Llama Llama Logline Drama

Oh, sigh.

The time has come to tackle my logline, and (insert whiny tone here) this is hard.  Sell your manuscript in one or two sentences.  Make your pitch succinct but punchy.  Oh, and don't forget to make sure it has voice.

And the interesting thing is that I can write loglines for other projects.  Example:  When a charismatic 13th century (??? too lazy to google this) Scot loses his wife and home to a tyrannical king, he must rally his countrymen to fight for the only thing he has left...his freedom.  [Note to Hubbykins if you are reading this: No, this is not a hint that I want to watch Braveheart tonight.]

Or, for a book/musical:  Think you know the Wicked Witch?  Think again.  [Note to Hubbykins: Anytime you can snag us a pair of tickets to see Wicked, you go right ahead.]

I think the issue is that I'm too close to my work.  If you asked me to describe my next door neighbor in one sentence, I would say, "She's a passionate middle school principal who, I realized after we moved in, was actually my most favoritest principal ever growing up."  Not a great sentence, but I hope you're intrigued by the fact that I happened to move in to the house next door to my middle school principal from years ago.  And I could pepper it with adjectives about how she's kind, generous, funny...but do you really think she'd be my "most favoritest" by being anything but?  Even tossed a little voice in there with the "favoritest."

Now, ask me to describe my child in one sentence. Blank stare.  I could tell you he's funny, but then I'd want to launch into a story about the hilarious thing he did last week.  Ditto for cute, sweet, charming, smart...you get the drift.

And I'm not implying that the plot of my book is more complex than an epic 3 hour long movie.   Although, to my defense, it does involve time travel, so that automatically makes things a little difficult.

So without further adieu, I give you my logline as it currently stands.  I would love any feedback you can give me.

Nothing throws time-traveler Bree for a loop like finding out her future self has fallen for a boy from the distant past—the same boy who’s hitched a ride to Bree’s time, convinced he alone can protect her from an unknown threat.  At first Bree scoffs, but in searching for a way to send him home, she uncovers a danger that’s closer than she ever imagined…the microchip in her own brain.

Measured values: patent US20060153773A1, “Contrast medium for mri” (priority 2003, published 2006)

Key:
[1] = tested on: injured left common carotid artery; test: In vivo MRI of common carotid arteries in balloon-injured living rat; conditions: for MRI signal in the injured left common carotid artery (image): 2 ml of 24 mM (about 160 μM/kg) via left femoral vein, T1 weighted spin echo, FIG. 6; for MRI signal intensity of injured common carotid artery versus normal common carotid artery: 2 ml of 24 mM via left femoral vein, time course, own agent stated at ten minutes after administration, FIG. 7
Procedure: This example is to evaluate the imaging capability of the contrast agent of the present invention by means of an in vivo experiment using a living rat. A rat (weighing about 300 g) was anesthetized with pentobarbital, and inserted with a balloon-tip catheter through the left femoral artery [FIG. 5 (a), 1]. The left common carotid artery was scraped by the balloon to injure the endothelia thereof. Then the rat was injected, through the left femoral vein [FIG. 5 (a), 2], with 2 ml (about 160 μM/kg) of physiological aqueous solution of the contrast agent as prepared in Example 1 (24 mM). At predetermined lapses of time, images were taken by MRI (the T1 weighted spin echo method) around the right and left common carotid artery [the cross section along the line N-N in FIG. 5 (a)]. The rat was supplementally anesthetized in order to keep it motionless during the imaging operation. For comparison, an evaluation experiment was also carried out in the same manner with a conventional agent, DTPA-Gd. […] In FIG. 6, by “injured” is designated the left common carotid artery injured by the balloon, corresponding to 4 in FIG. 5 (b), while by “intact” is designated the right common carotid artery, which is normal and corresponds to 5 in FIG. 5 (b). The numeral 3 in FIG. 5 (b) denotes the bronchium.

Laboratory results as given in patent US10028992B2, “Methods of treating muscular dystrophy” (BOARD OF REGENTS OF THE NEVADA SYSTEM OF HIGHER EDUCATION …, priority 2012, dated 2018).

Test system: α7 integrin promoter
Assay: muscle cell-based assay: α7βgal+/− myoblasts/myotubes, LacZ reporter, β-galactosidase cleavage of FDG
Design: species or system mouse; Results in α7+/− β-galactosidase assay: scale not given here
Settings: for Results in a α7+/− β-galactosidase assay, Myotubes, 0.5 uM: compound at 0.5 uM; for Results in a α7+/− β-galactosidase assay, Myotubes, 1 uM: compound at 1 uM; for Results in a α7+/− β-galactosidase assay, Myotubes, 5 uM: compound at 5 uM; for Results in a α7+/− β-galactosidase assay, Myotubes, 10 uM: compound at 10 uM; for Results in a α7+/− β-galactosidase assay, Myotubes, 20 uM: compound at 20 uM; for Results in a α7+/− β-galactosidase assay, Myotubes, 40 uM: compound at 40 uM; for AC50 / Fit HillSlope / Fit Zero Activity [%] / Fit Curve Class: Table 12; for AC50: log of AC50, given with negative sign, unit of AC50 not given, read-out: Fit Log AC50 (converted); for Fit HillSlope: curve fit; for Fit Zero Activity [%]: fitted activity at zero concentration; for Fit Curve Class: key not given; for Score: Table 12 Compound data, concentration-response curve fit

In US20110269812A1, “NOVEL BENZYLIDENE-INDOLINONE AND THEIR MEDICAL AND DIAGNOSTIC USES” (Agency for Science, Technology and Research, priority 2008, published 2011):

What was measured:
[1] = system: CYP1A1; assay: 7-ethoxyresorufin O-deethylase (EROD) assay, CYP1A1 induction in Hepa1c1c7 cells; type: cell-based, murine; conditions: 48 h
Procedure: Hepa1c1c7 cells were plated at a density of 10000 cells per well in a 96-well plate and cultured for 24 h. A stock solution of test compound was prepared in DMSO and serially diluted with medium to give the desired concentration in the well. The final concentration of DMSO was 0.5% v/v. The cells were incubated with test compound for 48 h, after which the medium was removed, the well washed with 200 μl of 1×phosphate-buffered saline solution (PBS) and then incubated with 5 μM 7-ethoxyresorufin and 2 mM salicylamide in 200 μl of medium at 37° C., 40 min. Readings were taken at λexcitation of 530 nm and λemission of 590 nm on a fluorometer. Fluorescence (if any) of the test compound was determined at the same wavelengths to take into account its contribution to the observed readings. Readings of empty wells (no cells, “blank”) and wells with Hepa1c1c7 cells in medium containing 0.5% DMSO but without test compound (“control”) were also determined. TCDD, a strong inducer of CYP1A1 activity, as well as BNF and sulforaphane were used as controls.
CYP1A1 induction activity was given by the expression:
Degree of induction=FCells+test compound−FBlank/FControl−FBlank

The funny thing is, when I read this, it sounds pretty heavy sci-fi, and it's not.  It's actually funny and fluffy.  So how do I keep a pitch about microchipped time-crossed lovers light and fluffy?

Oh, sigh.



(On a bright note, Anna Dewdney's Llama Llama Holiday Drama arrived the other day.  The illustrations are ahh-dorable.)


6 comments:

  1. I don't have any advice for you. Sorry. This is an awesome post though. Very inspiring :)

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  2. I struggle w/ this part of our craft as well. It's tough! I like your summary here...though it really does sound very sci fi. That's not bad...sci fi is hot right now.

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  3. Thanks, LVW!

    And thanks for the feedback, Tess! I like my query. I feel like I was able to capture the fun voice with a few more sentences. Hopefully, most agents I query will not be that interested in a logline. And, in truth, it's the rare logline, period, that doesn't seem a bit dry to me.

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  4. I agree loglines are the vain of my existence. I've been working on mine all week, but it still doesn't sit right.

    I like yours the only thing missing is the consequences. the microchip in her own brain that it about to explode at any second (just an example), other than that great.

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  5. This gives me too much to think about. I have to stop and figure it out.

    Bree learns she will love a boy from the past...but that event is in the future? And he wants to protect her. Then throw in the microchip.

    Do you have an updated version?

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  6. All right, updated version posted.

    Perhaps I can be one of those writers who never has to use it. Ever.

    Sigh.

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